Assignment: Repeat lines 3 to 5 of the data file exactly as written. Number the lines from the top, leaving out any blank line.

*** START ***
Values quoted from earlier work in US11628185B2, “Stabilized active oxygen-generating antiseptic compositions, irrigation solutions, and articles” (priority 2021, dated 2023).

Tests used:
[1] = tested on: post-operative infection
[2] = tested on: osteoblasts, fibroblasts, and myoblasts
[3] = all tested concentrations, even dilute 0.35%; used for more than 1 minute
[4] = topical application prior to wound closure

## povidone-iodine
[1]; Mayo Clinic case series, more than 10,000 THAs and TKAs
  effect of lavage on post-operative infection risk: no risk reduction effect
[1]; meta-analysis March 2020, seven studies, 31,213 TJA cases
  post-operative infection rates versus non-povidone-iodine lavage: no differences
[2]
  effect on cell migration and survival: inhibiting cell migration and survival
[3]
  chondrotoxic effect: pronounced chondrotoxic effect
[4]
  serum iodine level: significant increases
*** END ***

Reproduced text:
[1] = tested on: post-operative infection
[2] = tested on: osteoblasts, fibroblasts, and myoblasts
[3] = all tested concentrations, even dilute 0.35%; used for more than 1 minute